If you would grow in assurance, take hold of yourself in prayer: treasure the value of prayer, maintain the priority of prayer, speak with sincerity to God in prayer, cultivate a continual attitude and spirit of prayer, be an intercessory petitioner, and read the Bible for prayer. Take hold of God in prayer: bring God His own Word in prayer, plead His promises in prayer, lay hold of the blessed Trinity in each of His persons, and believe that God answers prayer.10For a more detailed explanation of these thoughts, see my chapter, “Prayerful Praying Today,” in Taking Hold of God: Reformed and Puritan Perspectives on Prayer, ed. Joel R. Beeke and Brian G. Najapfour (Grand Rapids: Reformation Heritage Books, 2011), 223–40. By the Spirit’s grace, through taking hold of both God and yourself in prayer, you will almost certainly experience, as Francis Taylor said, “The more we seek God’s favor by fervent prayer, the more will He assure us.”11Francis Taylor, Gods Choise and Mans Diligence (London, 1625), 199.

The fourth predominant means of cultivating assurance is affliction.

Though afflictions cannot technically be called a means, God uses conflicts, doubts, and trials to mature the believer’s faith. Assurance usually follows intense spiritual warfare; it wears battle scars. Burgess wrote, “This privilege of assurance is given to those who have been acquainted with God for a long time, are much exercised in his ways, and have endured much for Him.”12Burgess, Faith Seeking Assurance, 97 (Spiritual Refining, 35). Assurance is the fruit of strengthened and seasoned faith. Not that age and experience guarantee assurance, however, or that new converts cannot be blessed with assurance. As Burgess went on to say, “That is not to say that God does not grant assurance at times to new converts who discover the love of His espousals to them because they are spiritually tender and need it, being much oppressed by sin. As Aristotle said, parents are often most tender to their youngest child because that child is least capable of caring for himself or herself.”13Burgess, Faith Seeking Assurance, 97 (Spiritual Refining, 35).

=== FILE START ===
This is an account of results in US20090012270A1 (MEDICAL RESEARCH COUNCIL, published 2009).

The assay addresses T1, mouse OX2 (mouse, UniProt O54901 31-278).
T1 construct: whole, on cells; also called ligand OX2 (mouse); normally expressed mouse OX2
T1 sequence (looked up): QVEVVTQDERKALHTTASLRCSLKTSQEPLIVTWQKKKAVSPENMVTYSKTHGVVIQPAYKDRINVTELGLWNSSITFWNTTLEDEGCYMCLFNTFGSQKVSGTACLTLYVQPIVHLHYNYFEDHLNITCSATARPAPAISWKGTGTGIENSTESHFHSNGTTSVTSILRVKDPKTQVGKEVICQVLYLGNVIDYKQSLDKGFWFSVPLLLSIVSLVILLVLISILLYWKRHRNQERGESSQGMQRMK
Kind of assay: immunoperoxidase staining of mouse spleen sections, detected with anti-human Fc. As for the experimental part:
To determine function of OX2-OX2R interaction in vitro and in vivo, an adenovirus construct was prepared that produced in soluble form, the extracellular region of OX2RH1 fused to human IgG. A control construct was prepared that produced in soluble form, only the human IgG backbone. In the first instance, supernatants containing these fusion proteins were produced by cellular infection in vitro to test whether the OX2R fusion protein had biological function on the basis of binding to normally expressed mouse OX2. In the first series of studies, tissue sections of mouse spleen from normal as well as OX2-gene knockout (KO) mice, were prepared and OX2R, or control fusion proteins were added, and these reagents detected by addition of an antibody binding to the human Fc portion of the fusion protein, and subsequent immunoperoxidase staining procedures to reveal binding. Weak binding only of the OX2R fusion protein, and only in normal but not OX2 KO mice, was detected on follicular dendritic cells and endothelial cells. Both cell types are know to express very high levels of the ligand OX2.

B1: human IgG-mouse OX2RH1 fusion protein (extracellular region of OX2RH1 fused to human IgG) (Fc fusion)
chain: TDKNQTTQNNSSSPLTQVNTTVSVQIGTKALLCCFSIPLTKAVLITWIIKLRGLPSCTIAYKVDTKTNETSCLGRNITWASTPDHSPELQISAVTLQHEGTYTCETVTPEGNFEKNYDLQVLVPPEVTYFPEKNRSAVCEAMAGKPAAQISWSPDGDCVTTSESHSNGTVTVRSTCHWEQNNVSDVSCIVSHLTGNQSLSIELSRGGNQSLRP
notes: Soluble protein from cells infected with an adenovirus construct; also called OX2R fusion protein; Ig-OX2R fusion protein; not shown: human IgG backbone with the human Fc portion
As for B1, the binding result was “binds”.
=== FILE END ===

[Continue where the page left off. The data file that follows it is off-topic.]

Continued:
If you truly want to grow in assurance, therefore, prayerfully use the ordinary means of Scripture, the sacraments, prayer, and even your afflictions, while walking with a good conscience before God. Couple these means with other valuable spiritual disciplines such as reading sound biblical literature, fellowshiping with believers, sanctifying the Lord’s Day, keeping a spiritual journal, evangelizing, and serving others. God can bless each of these to help grow your assurance. As a general rule, assurance sought diligently through divine means of grace and the spiritual disciplines will be granted by God in varying degrees.14Burgess, The True Doctrine of Iustification, 273.

Excerpt From
Growing in Grace
By Joel Beeke